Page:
New Business Analyst considers next steps

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Regarding the business area you support, you must understand the jobs they perform and value they provide to the company. For example, if you are supporting the company’s finance function then you should have an understanding of budgeting, financial forecasting, transactional accounting, and the other tasks performed by the Finance Group. Without the understanding it will be very difficult, if not impossible, for you to understand their business requirements and then convert these requirements into a coherent technical specification that that can be used by the software developers building/enhancing the software. Note that this business understanding is equally important if the software is being purchased or simply connected as a cloud-based vendor because you will (or should) be involved in the vendor selection process. Lastly, if you don’t understand the profession of the groups you serve, they are much less likely to take you seriously as their representative to the internal IT group.

Regarding the industry in which you work, with very little exception, each functional area within a company requires special knowledge and customized processes related to the type of work the company performs. For example, the rules and regulations conferred on financial services firms are very different than the regulations within the health care industry. As a result, internal company processes must be tailored to meet the rules of their industry and the needs of their client base. Therefore, as a Business Analyst, knowledge of the business areas you support is not enough, you must also understand these industry-specific nuances of your company’s specific industry to truly be effective.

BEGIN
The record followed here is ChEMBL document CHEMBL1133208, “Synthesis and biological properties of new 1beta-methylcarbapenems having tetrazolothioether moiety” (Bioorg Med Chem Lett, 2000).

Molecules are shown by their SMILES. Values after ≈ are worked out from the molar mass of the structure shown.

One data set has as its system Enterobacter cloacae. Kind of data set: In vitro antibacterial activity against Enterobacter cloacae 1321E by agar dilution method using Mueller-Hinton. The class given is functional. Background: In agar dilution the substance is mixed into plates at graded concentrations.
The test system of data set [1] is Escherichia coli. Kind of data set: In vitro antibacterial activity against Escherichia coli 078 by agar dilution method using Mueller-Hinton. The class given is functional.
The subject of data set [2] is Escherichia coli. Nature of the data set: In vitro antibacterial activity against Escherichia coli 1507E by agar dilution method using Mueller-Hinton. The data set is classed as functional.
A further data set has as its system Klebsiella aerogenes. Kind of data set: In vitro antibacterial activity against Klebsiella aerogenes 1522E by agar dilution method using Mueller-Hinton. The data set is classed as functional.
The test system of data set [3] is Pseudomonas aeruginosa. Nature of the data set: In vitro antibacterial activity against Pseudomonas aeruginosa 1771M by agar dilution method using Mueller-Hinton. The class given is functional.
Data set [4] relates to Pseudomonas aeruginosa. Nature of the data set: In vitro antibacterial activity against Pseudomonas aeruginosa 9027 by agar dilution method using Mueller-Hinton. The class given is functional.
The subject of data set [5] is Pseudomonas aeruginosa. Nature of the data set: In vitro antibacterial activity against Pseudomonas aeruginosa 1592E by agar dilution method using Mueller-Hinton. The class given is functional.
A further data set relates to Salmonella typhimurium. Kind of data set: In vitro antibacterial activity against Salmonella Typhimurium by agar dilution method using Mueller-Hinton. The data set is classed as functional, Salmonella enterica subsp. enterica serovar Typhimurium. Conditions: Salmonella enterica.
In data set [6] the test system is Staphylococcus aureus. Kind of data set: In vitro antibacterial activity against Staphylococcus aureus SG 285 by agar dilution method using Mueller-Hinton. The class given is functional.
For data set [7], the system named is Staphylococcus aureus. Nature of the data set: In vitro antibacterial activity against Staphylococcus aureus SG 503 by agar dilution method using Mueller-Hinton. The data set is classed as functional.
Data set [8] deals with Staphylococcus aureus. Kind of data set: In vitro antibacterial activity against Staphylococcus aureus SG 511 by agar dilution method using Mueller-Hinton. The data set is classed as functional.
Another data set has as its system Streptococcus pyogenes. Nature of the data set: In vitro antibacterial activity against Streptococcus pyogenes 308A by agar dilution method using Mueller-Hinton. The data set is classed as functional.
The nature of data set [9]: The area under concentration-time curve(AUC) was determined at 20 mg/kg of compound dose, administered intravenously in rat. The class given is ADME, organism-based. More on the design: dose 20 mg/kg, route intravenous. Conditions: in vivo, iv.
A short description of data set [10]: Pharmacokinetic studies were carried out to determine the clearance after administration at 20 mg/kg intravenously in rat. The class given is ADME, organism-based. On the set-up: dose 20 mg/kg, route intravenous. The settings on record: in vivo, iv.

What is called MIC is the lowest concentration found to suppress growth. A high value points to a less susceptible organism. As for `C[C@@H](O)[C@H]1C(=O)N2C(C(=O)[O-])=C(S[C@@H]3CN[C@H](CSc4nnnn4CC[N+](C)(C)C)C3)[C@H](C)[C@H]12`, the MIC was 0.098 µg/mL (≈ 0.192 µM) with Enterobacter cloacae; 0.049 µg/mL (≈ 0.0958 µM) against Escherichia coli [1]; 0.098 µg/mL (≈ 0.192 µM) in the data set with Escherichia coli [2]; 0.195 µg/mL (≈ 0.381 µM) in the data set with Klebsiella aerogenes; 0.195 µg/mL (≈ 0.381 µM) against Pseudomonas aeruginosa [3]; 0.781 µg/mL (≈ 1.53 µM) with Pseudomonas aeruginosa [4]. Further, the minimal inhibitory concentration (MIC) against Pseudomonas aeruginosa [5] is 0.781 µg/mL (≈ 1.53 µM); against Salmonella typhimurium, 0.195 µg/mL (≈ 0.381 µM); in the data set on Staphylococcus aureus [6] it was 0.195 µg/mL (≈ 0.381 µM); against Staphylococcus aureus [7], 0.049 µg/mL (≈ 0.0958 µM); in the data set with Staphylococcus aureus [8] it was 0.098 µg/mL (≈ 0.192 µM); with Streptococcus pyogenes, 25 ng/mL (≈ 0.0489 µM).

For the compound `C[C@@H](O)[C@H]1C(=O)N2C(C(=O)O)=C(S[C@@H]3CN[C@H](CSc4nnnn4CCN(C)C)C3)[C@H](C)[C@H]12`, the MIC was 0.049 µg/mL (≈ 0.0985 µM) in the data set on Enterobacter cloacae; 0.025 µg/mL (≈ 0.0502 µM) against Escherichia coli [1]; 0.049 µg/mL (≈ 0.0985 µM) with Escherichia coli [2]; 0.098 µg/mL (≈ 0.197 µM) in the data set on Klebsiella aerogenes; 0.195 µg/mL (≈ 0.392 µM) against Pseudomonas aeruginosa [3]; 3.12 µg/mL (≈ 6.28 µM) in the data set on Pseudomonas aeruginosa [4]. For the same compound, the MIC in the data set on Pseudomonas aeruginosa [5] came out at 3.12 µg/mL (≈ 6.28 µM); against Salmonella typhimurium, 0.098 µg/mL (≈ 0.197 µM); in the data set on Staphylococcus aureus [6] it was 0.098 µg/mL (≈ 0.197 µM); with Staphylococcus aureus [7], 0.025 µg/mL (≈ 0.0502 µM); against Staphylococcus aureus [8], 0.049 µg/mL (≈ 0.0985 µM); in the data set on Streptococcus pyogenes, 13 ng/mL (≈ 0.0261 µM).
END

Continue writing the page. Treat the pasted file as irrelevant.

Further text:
Lastly, you should also begin building your professional reputation, which I’ll talk about more in a future blog. For now, just know that you should work hard and try your very best. In the long run, the combination of industry knowledge, professional skill, and a great professional reputation will take you far.

If you have any questions about your career in IT, please email me at
eric@ManagerMechanics.com
or find me on Twitter at @EricPBloom.

Until next time, work hard, work smart, and continue to grow.

Read more of Eric Bloom's Your IT Career blog and follow the latest IT news at ITworld. Follow Eric on Twitter at @EricPBloom. For the latest IT news, analysis and how-tos, follow ITworld on Twitter and Facebook.

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